Trichocereus bridgesii ‘Echinopsis lageniformis’

Trichocereus bridgesii 'Echinopsis lageniformis'

The Trichocereus bridgesii cactus grows fast; some species reach impressive heights producing gorgeous flowers.

The only problem they have is that they are no longer called Trichocereus, but Echinopsis lageniformis.

The Trichocereus or Echinopsis is native to South America.

The genus is made up of about 150 species that grow between 10 centimeters and 5-6 meters high.

They are characterized by having thick stems composed of several well visible ribs.

It has very beautiful flowers, with many colors: pink, white or red. They have the peculiarity of opening at night and in the morning.

They bloom in spring or summer, depending on the mild climate.

Trichocereus bridgesii is a fast-growing plant.

It can reach 2 to 5 m in height, with stems up to 15 to 20 cm in diameter. 

The ribs are obtuse, separated by wide but shallow intervals.

Its areolas are large, evenly spaced at the ribs, about 2-3 cm apart.

This plant makes light roots; therefore, it is very easy to remove and replace with another plant over time because it does not create abundant roots or poses a risk to other species.

This cactus is also recommended for indoors.

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Trichocereus bridgesii ‘Echinopsis lageniformis’ Care:

Substrate:

The common characteristics of all cacti are loose soils or substrates, with a slightly acidic pH, good drainage, with organic matter.

This type of plant, which develops shallow roots, is very sensitive to excess water, so you must avoid clay substrates or excessively retain moisture.

Illumination:

Trichocereus bridgesii (Echinopsis lageniformis) They are plants that have to be outdoors, in full sun.

If you want to place your succulent indoors, just make sure it’s close to a window where it can receive sunlight.

But, excessive exposure to the sun can also be harmful if you notice that the cactus turns yellowish or begins to blanch; you should locate it in an area with less light exposure.

Temperature:

It supports a high range of temperatures, even cold ones, much better than other family species.

However, it is not recommended to grow it in areas where average winter temperatures are below 5 ºC/41°F.

During winter, be careful with the heater, since temperatures of 20°C/68°F would prevent winter rest from occurring.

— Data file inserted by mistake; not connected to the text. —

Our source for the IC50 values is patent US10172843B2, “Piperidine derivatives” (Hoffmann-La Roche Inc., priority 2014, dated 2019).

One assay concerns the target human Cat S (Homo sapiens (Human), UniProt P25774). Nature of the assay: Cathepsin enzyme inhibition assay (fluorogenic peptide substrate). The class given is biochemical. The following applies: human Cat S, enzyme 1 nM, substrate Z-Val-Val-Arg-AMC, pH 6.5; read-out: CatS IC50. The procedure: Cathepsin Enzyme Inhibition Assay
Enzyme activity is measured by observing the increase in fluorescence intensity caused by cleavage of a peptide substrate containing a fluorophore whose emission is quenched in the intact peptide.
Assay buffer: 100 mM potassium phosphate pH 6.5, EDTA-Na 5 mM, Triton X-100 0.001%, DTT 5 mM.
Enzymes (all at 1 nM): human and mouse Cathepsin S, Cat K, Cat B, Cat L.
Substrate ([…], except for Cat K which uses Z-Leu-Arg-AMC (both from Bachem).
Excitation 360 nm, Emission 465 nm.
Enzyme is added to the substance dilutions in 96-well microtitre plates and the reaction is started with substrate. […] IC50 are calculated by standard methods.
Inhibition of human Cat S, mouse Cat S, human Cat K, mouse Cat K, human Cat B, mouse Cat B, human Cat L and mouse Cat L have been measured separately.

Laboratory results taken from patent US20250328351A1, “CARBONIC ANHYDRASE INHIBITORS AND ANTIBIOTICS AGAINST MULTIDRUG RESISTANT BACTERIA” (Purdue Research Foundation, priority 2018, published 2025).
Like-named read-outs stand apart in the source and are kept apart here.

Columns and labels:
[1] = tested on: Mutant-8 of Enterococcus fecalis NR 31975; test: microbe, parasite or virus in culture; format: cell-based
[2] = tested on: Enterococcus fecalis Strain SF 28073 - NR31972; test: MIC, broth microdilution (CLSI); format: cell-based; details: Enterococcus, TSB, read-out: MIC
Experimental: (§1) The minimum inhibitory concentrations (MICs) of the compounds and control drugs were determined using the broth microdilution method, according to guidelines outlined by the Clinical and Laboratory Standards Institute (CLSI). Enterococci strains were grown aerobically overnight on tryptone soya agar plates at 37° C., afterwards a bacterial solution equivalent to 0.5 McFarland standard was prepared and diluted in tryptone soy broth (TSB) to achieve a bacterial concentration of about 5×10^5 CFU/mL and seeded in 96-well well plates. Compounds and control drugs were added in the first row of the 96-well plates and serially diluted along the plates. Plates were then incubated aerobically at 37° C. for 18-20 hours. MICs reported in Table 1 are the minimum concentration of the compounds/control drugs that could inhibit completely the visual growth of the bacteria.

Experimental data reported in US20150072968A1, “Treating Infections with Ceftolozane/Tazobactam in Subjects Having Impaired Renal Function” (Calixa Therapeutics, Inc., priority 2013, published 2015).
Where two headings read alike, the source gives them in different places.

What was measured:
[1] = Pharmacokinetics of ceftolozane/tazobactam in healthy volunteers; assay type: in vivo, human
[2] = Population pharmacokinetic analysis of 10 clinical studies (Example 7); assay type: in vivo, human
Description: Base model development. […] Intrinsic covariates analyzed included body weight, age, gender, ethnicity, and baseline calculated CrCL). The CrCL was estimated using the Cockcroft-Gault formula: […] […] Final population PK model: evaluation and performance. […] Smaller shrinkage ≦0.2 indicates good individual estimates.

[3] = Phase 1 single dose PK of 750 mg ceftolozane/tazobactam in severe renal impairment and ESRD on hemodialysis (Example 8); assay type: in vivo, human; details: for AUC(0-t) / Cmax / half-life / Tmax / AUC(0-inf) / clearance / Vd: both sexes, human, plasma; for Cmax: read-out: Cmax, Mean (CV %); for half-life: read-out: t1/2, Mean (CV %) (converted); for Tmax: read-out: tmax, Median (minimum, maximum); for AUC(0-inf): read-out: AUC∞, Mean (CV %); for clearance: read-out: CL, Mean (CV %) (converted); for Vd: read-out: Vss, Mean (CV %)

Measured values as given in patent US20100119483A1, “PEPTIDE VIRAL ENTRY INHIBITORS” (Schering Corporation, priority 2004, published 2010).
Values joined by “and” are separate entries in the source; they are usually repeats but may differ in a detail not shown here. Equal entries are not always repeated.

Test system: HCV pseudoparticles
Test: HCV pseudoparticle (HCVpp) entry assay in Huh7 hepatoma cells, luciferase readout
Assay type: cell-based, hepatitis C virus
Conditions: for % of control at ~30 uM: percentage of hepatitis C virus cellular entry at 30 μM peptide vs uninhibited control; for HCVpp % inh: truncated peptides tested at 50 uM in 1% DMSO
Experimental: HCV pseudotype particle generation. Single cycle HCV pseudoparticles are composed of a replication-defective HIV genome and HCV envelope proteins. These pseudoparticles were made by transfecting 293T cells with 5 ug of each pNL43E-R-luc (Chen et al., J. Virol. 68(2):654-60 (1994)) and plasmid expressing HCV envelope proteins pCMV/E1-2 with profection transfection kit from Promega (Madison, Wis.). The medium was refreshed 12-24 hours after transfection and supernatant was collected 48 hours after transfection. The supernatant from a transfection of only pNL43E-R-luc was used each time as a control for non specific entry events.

Watering:

In early spring, when the risk of frost disappears, and the plant begins to sprout, it is time to water with some frequency (once every 10 to 12 days).

The frequency can increase until reaching the warmer months, in which it’s watered every 2 to 3 times a week, depending on the area.

In fall, the watering intensity will begin to decrease, taking place every 8 to 10 days and spacing it more and more to bring plants to rest, until watering is almost suppressed during December and January.

At best, it could be gently watered every 20 to 40 days in the coldest period. With temperatures below 10ºC/50°F, it is not recommended to water the cacti because they rot.

Fertilizer:

Ideally, the best fertilizer should have nitrogen, potassium, and phosphorus.

Fertilize your Trichocereus bridgesii ‘Echinopsis lageniformis’ in spring and summer every two weeks. During fall and winter, you should not add fertilizer to your cactus.

Propagation:

Trichocereus bridgesii multiplies by seed, and some by stem cuttings, in spring and early summer. Let’s proceed:

Seeds

Fill a pot with universal growing medium mixed with perlite.

Then we water consciously.

Now place the seeds on the surface of the substrate.

Next, cover them with a thin layer of previously washed river sand or another type of similar sand.

Finally, spray the surface with water, and put the pot outside, in half shade.

You have to keep the substrate moist – not waterlogged – they will germinate in about two weeks.

Cuttings

To multiply by cuttings, you have to cut a piece of at least 10 cm with a knife.

It is important to let the wound dry for 3 to 6 days. After that time, you can plant the cutting in a pot with sandy soil.

From about 3 to 4 weeks, the cutting will begin to emit roots.

Transplant:

If the plant stops growing, gets a bad color or roots come out of the drainage holes, it means that it needs to be transplanted.

The new pot has to be at least 2 to 3 cm bigger than the plant. 

Avoid using plastic pots, since these when heated, can overheat the roots, until they burn.

You must remove the plant from the old pot very carefully (never pull ) to avoid breaking the plant’s roots.

The new pot must have good drainage and ventilation.

It is best to fill the pot with the substrate halfway, then carefully introduce the plant. Then you must fill the pot and cover the roots completely.

The best time to transplant is spring.

 It’s not recommended to water 3 to 6 days after the transplant, to allow the wounds that may have occurred during the transplant to heal.

Plagues and diseases:

Like many others, this cactus is given to suffer fungal diseases, which is caused by overwatering.

Pruning:

It does not need pruning.